‘Something’, a song written by George Harrison and included as part of The Beatles’ iconic 1969 album Abbey Road, marked a historic moment for the songwriter.
With Harrison taking lead vocals on the track, he would later admit that the song was written about the Hindu deity Krishna and, when speaking to Rolling Stone in 1976, explained: “All love is part of a universal love,” when discussing his writing style.
‘Something’ will forever remain a special track for George Harrison. Not only was it the first song he was able to release with The Beatles as a fully-fledge single. But it was also the first song for The Beatles to reach number one that wasn’t suffixed with “written by Lennon-McCartney.” A landmark moment.
For that reason alone the Abbey Road number became a moment of pride for the guitarist who had struggled to impose his songwriting will on the Fab Four. But the song also worked as a clear indicator of Harrison’s bright solo future away from the band and his chaotic life at the time of writing. “He told me in a matter-of-fact way that he had written it for me,” said Harrison’s then-wife Pattie Boyd in a book about her life. But the facts are a little hazy.
Harrison and Boyd had met on the set of Hard Day’s Night and had enjoyed some blissful moments. But by the end of The Beatles career, Harrison had begun to step out on Boyd with frightening regularity and Boyd herself had begun to look elsewhere.
It meant when BBC journalist David Wigg asked Harrison who the song was written for in 1969 the guitarist answered: “Maybe Pattie, probably.” Even Wigg wasn’t convinced, following up with “Really?” Clearly rumours of Boyd and Harrison’s loose relationship was beginning to be exposed. Harrison moved on quickly in the interview but the guitarist kept relatively quiet about ‘Something’ muse.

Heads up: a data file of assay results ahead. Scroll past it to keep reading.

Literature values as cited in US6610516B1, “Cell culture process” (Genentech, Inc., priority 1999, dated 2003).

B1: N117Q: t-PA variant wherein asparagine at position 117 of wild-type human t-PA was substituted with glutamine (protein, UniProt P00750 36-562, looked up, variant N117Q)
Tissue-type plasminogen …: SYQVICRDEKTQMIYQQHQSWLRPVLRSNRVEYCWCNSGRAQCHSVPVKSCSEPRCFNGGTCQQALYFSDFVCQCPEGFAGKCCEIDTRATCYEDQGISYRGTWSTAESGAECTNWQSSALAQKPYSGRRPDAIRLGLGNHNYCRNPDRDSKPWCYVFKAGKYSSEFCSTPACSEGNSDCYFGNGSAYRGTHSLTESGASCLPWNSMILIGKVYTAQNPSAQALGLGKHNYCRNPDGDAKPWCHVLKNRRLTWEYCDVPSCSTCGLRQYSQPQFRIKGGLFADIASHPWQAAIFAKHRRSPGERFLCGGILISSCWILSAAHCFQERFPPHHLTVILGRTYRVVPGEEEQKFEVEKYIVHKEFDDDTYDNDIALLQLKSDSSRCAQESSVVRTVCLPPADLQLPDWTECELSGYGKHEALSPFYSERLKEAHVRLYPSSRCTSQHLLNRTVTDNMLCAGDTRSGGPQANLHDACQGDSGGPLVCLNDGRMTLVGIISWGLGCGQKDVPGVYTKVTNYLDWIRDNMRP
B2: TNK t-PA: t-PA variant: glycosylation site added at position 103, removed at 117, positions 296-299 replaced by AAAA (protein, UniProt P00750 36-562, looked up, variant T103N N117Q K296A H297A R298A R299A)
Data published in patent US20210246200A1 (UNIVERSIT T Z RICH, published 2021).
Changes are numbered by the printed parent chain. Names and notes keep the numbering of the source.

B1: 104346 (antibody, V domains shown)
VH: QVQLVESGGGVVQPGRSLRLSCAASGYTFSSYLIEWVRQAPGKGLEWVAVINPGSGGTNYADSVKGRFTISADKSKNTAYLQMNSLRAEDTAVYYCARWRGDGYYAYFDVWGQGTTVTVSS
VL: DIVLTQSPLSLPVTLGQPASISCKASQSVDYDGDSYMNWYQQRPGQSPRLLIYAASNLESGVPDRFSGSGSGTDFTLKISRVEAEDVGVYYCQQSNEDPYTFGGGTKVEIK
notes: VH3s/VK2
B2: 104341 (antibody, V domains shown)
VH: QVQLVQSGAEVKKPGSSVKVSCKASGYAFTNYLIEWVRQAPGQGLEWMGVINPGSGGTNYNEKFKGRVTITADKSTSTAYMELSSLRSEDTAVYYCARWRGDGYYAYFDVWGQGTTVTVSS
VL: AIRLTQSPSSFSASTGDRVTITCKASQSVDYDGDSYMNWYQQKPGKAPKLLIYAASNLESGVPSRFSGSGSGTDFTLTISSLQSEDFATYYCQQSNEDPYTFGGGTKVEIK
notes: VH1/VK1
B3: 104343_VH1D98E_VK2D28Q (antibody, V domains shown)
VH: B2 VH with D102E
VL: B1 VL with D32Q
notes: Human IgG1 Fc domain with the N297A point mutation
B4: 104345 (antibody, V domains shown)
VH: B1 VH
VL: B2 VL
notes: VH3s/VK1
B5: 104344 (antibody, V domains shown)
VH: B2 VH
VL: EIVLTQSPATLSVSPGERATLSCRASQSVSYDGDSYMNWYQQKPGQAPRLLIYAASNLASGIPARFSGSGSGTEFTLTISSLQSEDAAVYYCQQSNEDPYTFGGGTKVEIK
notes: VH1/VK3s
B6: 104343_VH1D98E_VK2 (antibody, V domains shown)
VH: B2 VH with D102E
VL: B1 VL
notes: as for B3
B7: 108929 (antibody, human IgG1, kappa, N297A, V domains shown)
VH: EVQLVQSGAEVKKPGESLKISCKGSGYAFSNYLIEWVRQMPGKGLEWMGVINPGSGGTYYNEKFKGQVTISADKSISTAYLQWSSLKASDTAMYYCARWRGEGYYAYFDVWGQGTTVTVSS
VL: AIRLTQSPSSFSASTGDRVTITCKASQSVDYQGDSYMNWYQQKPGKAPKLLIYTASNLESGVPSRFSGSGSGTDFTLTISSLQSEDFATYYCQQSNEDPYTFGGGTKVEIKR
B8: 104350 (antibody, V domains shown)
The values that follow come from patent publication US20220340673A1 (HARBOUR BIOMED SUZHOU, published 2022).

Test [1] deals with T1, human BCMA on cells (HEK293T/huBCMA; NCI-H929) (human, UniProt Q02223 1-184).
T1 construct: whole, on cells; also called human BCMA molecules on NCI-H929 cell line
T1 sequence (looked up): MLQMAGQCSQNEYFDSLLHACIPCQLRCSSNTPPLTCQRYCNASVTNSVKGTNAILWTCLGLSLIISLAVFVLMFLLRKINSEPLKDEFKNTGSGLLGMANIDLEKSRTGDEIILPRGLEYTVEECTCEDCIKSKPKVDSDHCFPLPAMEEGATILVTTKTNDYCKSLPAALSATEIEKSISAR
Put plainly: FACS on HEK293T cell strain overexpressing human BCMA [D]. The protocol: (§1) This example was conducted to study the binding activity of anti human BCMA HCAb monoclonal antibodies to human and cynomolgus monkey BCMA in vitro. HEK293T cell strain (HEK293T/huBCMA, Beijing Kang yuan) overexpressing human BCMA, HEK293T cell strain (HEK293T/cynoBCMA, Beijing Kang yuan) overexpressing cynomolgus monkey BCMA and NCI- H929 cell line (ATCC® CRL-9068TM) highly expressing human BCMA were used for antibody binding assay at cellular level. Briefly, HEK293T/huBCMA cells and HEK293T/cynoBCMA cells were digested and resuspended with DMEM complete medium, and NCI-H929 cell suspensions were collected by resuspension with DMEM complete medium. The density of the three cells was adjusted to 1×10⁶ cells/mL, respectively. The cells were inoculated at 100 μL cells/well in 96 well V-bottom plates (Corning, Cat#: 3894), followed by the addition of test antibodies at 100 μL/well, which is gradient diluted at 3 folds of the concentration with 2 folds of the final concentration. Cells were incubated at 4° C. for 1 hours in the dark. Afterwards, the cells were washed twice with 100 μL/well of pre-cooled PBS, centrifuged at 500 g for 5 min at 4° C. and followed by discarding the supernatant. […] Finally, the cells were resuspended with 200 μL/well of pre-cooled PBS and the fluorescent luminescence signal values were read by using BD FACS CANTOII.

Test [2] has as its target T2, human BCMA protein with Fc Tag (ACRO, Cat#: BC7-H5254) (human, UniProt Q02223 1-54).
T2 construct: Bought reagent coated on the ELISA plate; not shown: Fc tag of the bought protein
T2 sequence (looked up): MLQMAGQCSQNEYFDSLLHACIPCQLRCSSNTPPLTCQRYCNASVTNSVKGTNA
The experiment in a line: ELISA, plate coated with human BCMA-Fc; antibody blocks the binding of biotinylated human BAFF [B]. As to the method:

“I wrote it at the time when we were making the last double album,” he told David Wigg. “And it’s just the first line ‘something in the was she moves’ which has been in millions of songs. It’s not a special thing but it just seemed quite apt.” But musically, Harrison was clear with his direction.
“When I wrote it, I imagined somebody like Ray Charles doing it. That’s the feel I imagined, but because I’m not Ray Charles, you know, I’m sort of much more limited in what I can do, then it came out like this.”
In 1996, Harrison would clarify his comments and quickly take back the idea that he had written the song for Boyd who shortly after the track’s release had entered into a relationship with Harrison’s best friend, Eric Clapton. Instead, Harrison pointed towards more spiritual inspiration for the song. “Everybody assumed I wrote it about Pattie,” said Harrison to author Joshua Greene. In Greene’s book, he confirms that Harrison had revealed that he had in fact written the song as an ode to Hare Krishna and spirituality.
Harrison’s love song is regarded by many as some of his finest work and, as the years have passed, countless major figures have attempted to put their own spin on the song. The likes of Shirley Bassey, Joe Cocker, Peggy Lee, Bruce Springsteen, Elton John and Frank Sinatra have all added their versions of ‘Something’ to the canon but none can do it quite like The Beatles.
“George’s ‘Something’ was out of left field,” Paul McCartney once explained about the song on which he provides impeccable harmonies. “It was about Pattie, and it appealed to me because it has a very beautiful melody and is a really structured song. I think George thought my bass playing was a little bit busy. Again, from my side, I was trying to contribute the best I could, but maybe it was his turn to tell me I was too busy.”
In the end though, after multiple reworks, ‘Something’ was completed and announced Harrison’s arrival to the big stage and raised his songwriting reputation to new levels. As Harrison enacts his vision, it’s fitting that he should use the vocal talent of Paul McCartney to help him. Macca was so often the opposing force of Harrison’s grievances that the vision of the pair performing together in the studio warms our heart andf our sense of irony.
Taking the lead vocals with Macca providing backing, you can enjoy their harmonies in the isolated vocal tracks below.